Pop-Up Potential: Why Landlords should take notice

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Pop-Up Potential: Why Landlords should take notice

Nick Russell, CEO of WeArePopUp, Daniel Norris, Partner of Hogan Lovells and Dan Innes, Managing Director of Innesco, talk to Landlords about the value of short-term leasing. 

What began as a Christmas phenomenon or an avenue explored solely by the average charity store has grown into what is now considered to be an innovative and sustainable business model.

Pop-up retail or flash retailing as it is also known is gaining recognition worldwide as, not only a versatile option for retailers who perhaps want to dip their toes in the water before investing in bricks and mortar, but as a sustainable solution in addressing the issue of store vacancies. 

There is no doubt the perception of pop-ups has changed. Now associated with niche and stylish brands covering food, fashion and lifestyle among others, pop-ups are providing consumers with an exciting alternative to the typical shopping experience of a high street or mall. They exude energy and a genuine sense of community.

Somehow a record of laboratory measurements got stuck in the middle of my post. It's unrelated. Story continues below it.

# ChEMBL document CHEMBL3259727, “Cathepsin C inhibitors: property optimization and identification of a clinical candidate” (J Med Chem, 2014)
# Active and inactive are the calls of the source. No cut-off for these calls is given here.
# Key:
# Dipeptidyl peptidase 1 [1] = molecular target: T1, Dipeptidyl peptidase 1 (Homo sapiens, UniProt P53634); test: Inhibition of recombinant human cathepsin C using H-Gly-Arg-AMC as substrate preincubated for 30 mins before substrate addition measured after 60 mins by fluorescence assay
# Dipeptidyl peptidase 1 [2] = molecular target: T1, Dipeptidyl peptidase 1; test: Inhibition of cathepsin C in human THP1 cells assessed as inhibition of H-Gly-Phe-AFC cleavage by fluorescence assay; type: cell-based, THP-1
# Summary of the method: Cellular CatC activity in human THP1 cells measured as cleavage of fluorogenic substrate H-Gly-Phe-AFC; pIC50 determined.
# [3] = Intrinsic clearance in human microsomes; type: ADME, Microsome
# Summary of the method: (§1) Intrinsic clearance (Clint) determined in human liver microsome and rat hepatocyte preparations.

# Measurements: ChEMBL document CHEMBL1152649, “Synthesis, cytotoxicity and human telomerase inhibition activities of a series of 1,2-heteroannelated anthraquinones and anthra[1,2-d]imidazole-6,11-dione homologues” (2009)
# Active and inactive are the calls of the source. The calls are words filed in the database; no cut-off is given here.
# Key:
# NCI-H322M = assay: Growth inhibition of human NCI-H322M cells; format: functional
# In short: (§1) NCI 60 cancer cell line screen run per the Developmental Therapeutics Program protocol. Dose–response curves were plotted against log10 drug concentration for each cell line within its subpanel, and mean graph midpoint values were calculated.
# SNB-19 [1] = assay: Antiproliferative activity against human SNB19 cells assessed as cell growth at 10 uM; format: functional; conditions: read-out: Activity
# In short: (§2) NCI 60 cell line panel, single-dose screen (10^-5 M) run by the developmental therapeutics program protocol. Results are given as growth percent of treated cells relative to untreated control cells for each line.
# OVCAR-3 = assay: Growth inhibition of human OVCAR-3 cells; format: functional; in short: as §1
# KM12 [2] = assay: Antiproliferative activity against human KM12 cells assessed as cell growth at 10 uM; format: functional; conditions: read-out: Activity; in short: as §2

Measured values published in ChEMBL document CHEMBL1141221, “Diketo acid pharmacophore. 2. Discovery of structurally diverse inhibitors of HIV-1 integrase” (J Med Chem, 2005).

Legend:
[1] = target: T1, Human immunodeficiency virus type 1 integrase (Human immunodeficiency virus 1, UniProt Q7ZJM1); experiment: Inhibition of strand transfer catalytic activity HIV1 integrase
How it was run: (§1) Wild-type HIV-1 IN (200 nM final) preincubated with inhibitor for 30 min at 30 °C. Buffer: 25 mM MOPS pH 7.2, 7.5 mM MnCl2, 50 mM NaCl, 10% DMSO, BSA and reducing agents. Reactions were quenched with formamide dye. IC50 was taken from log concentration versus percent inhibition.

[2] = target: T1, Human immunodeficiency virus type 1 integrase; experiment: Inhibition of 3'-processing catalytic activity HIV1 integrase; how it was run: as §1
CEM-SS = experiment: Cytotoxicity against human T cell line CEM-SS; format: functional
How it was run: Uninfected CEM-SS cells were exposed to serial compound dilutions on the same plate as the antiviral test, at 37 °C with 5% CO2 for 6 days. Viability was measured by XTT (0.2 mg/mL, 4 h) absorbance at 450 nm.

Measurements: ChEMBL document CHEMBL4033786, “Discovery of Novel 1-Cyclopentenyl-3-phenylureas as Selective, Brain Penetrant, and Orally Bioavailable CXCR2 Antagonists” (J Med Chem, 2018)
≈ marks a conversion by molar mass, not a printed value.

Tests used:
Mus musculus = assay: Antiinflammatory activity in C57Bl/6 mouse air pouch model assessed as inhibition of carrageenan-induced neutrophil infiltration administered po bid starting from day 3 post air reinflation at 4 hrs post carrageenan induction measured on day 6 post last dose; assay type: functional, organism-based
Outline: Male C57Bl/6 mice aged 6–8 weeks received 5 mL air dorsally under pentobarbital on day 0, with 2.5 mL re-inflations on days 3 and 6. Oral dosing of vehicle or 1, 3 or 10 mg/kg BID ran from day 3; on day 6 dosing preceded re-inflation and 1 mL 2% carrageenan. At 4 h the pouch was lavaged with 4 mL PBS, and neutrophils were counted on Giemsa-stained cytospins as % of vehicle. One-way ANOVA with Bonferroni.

None more so than BoxPark; a collaboration of temporary stores offering diverse fashion, lifestyle and cuisine from all over the world. Although BoxPark has been established for several years, its tenants are ever-changing to respond to customer wants and needs and thus it recognises the importance of maintaining vibrancy and refreshment.

Pop-ups would seem a perfect fit for asset managers looking to occupy empty stores. Vacancy rates are higher than they’ve been in a decade and pop-ups do away with the lengthy process by which long-term leases come to fruition. In short, empty stores cost their owners money and the delays are simply a wasted opportunity. Surely it’s better to accumulate some revenue than none at all? Pop-ups may represent a reduced income, but it’s an income nonetheless. 

There’s also nothing to say that any short-term interest in units can’t be converted into long-term. Short-term licenses, and the pop-up phenomenon can therefore be seen as a feeder. An incubator. Their attraction and variety undoubtedly drives footfall, and that can only make for happy customers and asset managers alike.

Richard Ingoldby, Digital Executive

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